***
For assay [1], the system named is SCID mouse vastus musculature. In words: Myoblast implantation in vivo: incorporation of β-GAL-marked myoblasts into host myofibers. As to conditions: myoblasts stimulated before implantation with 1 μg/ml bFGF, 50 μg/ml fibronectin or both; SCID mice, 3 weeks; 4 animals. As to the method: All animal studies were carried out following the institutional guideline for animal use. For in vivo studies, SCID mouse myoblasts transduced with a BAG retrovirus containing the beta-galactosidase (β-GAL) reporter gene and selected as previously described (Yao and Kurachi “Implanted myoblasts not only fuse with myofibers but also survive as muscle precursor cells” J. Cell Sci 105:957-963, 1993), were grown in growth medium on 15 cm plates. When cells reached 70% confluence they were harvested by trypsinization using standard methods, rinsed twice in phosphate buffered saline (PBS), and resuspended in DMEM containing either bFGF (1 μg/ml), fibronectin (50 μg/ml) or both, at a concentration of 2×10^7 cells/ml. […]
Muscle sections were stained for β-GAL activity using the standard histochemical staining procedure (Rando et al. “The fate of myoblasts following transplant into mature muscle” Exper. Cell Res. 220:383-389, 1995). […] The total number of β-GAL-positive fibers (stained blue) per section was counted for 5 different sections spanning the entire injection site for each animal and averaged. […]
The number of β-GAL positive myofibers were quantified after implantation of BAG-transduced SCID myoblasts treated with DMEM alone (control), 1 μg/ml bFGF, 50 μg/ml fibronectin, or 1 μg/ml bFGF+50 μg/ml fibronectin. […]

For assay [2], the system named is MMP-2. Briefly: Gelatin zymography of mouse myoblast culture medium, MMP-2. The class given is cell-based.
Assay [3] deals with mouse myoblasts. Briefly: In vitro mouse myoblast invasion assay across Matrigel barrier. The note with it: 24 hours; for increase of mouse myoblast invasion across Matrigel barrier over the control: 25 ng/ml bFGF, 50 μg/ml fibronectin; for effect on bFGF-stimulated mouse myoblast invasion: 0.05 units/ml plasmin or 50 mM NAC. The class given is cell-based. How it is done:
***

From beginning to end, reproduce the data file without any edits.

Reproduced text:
For assay [1], the system named is SCID mouse vastus musculature. In words: Myoblast implantation in vivo: incorporation of β-GAL-marked myoblasts into host myofibers. As to conditions: myoblasts stimulated before implantation with 1 μg/ml bFGF, 50 μg/ml fibronectin or both; SCID mice, 3 weeks; 4 animals. As to the method: All animal studies were carried out following the institutional guideline for animal use. For in vivo studies, SCID mouse myoblasts transduced with a BAG retrovirus containing the beta-galactosidase (β-GAL) reporter gene and selected as previously described (Yao and Kurachi “Implanted myoblasts not only fuse with myofibers but also survive as muscle precursor cells” J. Cell Sci 105:957-963, 1993), were grown in growth medium on 15 cm plates. When cells reached 70% confluence they were harvested by trypsinization using standard methods, rinsed twice in phosphate buffered saline (PBS), and resuspended in DMEM containing either bFGF (1 μg/ml), fibronectin (50 μg/ml) or both, at a concentration of 2×10^7 cells/ml. […]
Muscle sections were stained for β-GAL activity using the standard histochemical staining procedure (Rando et al. “The fate of myoblasts following transplant into mature muscle” Exper. Cell Res. 220:383-389, 1995). […] The total number of β-GAL-positive fibers (stained blue) per section was counted for 5 different sections spanning the entire injection site for each animal and averaged. […]
The number of β-GAL positive myofibers were quantified after implantation of BAG-transduced SCID myoblasts treated with DMEM alone (control), 1 μg/ml bFGF, 50 μg/ml fibronectin, or 1 μg/ml bFGF+50 μg/ml fibronectin. […]

For assay [2], the system named is MMP-2. Briefly: Gelatin zymography of mouse myoblast culture medium, MMP-2. The class given is cell-based.
Assay [3] deals with mouse myoblasts. Briefly: In vitro mouse myoblast invasion assay across Matrigel barrier. The note with it: 24 hours; for increase of mouse myoblast invasion across Matrigel barrier over the control: 25 ng/ml bFGF, 50 μg/ml fibronectin; for effect on bFGF-stimulated mouse myoblast invasion: 0.05 units/ml plasmin or 50 mM NAC. The class given is cell-based. How it is done: